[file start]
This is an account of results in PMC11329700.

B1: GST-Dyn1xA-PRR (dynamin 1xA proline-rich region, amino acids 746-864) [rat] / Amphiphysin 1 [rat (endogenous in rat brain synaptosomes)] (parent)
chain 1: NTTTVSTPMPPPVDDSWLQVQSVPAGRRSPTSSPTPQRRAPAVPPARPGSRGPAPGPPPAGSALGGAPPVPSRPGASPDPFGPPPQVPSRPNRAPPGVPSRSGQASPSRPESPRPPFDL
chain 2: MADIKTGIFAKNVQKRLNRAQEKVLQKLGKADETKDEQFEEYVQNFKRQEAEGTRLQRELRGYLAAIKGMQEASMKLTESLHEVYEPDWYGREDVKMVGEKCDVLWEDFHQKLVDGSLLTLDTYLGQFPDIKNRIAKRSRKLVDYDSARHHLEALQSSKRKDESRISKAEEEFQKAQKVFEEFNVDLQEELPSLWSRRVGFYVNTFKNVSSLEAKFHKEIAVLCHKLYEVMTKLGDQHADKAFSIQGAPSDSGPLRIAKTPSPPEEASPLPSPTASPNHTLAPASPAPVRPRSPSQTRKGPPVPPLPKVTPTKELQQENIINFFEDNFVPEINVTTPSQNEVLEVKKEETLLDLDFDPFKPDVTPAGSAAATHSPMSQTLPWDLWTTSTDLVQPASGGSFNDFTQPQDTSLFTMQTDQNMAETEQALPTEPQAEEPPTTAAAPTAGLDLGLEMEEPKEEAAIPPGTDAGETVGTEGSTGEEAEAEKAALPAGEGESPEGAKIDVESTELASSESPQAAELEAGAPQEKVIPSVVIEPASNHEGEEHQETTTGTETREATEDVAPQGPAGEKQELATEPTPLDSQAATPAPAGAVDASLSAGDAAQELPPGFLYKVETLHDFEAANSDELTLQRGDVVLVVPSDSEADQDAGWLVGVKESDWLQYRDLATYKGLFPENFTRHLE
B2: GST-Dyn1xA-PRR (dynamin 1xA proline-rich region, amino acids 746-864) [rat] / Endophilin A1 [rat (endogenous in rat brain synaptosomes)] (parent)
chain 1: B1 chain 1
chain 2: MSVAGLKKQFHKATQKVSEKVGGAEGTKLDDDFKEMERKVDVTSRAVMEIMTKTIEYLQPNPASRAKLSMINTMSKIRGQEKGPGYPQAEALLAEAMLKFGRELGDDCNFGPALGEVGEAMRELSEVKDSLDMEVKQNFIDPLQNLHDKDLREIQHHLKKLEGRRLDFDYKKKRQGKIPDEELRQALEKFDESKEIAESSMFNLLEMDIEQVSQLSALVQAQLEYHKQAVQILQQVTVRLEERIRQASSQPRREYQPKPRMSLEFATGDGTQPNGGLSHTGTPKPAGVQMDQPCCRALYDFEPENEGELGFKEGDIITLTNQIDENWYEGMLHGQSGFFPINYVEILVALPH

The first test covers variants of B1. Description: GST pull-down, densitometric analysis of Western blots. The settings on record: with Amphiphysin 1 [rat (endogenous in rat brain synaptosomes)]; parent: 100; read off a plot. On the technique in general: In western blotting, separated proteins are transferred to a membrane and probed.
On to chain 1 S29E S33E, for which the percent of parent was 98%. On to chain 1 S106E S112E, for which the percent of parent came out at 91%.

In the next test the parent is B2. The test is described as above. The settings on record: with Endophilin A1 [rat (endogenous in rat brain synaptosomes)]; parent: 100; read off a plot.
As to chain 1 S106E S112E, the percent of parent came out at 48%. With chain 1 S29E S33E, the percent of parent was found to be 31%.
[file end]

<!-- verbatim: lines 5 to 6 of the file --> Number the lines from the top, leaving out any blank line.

B2: GST-Dyn1xA-PRR (dynamin 1xA proline-rich region, amino acids 746-864) [rat] / Endophilin A1 [rat (endogenous in rat brain synaptosomes)] (parent)
chain 1: B1 chain 1